Practice Relating to Rule 161. International Cooperation in Criminal Proceedings
In 1996, in a diplomatic communiqué issued in reaction to the events linked with the operation by the Movimiento Revolucionario Tupac Amaru (MRTA) at the residence of the Japanese ambassador in Peru, and to the release of two Peruvians whose extradition was requested, the President of Uruguay declared:
The release of the Peruvians Luis Samaniego and Silvia Gora, decided by the Third Criminal Appeals Court, was exclusively the act of the Judicial Power … [The appellate court] upheld the same criterion applied in previous court decisions concerning the application of the 1889 Montevideo Treaty on International Penal Law.
The President recognized the limitations of the extradition treaties, concluded over a century ago, that had governed Uruguay’s relations with third parties in this respect. He stated that the Executive Power had brought these rules up to date by signing new extradition treaties in 1996 with Argentina, Chile, Spain, France and Mexico, and by pursuing negotiations with other countries. These treaties excluded terrorism from the category of political offences.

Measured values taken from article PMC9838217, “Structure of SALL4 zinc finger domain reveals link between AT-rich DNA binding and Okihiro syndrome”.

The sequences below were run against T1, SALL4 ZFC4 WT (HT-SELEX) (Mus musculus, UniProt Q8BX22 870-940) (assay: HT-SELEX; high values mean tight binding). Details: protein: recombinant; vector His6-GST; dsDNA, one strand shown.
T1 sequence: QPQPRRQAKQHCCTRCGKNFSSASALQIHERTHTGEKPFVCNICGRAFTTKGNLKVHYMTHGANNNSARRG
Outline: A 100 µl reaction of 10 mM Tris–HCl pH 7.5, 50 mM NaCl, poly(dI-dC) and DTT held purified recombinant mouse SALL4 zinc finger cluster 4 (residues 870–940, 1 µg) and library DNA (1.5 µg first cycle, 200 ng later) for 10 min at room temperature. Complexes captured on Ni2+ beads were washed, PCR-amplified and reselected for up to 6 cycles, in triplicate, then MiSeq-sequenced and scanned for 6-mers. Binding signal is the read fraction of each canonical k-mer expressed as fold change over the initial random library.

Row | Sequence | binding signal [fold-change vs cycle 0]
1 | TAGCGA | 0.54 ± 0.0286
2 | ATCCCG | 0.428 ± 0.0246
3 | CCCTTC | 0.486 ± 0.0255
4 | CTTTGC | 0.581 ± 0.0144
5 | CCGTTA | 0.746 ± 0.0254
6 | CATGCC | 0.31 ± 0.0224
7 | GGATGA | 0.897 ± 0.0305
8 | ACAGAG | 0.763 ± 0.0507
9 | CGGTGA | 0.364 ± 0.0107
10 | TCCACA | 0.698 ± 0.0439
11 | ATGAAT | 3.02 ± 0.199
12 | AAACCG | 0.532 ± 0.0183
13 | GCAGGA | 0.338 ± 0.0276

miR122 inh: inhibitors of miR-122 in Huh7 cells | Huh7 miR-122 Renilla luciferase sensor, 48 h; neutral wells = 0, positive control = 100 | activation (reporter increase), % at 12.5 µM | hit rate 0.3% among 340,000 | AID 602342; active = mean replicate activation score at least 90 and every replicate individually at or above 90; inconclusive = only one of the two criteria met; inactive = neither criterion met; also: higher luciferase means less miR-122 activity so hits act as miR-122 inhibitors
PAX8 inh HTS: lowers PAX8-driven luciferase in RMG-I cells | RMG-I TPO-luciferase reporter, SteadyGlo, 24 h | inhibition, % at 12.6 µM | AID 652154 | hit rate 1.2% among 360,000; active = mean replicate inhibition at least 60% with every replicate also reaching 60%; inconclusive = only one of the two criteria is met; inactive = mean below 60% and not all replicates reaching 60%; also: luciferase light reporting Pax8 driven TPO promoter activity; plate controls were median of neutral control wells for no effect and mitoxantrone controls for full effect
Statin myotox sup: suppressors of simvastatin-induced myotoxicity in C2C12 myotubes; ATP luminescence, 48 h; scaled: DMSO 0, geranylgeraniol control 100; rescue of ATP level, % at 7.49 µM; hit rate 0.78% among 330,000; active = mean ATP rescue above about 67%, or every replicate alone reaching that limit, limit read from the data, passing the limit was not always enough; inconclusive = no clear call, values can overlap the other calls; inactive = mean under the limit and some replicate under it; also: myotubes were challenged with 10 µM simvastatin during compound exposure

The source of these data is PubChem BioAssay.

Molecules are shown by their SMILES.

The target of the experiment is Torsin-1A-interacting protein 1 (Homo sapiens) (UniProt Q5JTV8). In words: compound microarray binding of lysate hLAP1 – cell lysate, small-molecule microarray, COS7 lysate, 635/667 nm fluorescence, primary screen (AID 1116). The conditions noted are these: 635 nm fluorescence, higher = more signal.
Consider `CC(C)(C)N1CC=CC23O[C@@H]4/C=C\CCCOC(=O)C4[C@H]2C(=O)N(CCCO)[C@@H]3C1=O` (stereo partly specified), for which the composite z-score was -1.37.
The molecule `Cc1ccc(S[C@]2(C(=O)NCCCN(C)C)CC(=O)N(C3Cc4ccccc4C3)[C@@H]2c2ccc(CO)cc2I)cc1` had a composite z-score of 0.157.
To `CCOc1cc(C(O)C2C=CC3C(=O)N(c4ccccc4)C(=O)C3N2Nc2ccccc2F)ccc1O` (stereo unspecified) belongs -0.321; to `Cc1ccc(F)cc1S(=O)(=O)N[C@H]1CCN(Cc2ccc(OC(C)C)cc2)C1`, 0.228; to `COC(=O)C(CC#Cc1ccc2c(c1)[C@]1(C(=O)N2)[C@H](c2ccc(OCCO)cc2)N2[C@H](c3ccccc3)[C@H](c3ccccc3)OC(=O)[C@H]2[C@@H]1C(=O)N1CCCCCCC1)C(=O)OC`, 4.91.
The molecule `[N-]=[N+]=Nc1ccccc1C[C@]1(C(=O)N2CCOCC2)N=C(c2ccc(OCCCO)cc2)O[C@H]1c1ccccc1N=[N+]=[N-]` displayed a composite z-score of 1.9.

Uruguay’s Law on Cooperation with the ICC (2006) states:
31.1. The Oriental Republic of Uruguay must fully cooperate with the International Criminal Court and comply with requests for cooperation and assistance that may arise in accordance with the Rome Statute …
31.2. The inexistence of procedures in the internal order may not be invoked to justify non-compliance with cooperation requests from the International Criminal Court.
31.3. The existence of facts which the International Criminal Court imputes to a person or the culpability of the requested person may not be discussed.